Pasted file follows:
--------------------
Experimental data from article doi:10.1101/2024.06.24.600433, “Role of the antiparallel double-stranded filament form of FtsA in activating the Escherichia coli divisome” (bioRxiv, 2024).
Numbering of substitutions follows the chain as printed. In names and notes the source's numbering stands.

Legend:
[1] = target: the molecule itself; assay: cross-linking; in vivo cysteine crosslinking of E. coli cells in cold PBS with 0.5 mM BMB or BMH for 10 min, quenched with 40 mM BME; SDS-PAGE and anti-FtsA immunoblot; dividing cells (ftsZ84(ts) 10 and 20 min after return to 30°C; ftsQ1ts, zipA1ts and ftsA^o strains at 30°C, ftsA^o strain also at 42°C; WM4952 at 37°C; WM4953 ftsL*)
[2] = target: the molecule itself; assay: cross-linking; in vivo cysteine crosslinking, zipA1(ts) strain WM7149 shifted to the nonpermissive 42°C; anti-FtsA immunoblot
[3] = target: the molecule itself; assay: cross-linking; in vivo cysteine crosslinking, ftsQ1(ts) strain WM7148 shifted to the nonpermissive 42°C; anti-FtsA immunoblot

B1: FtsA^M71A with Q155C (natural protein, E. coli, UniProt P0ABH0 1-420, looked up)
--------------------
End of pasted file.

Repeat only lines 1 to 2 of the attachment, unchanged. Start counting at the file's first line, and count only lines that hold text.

Experimental data from article doi:10.1101/2024.06.24.600433, “Role of the antiparallel double-stranded filament form of FtsA in activating the Escherichia coli divisome” (bioRxiv, 2024).
Numbering of substitutions follows the chain as printed. In names and notes the source's numbering stands.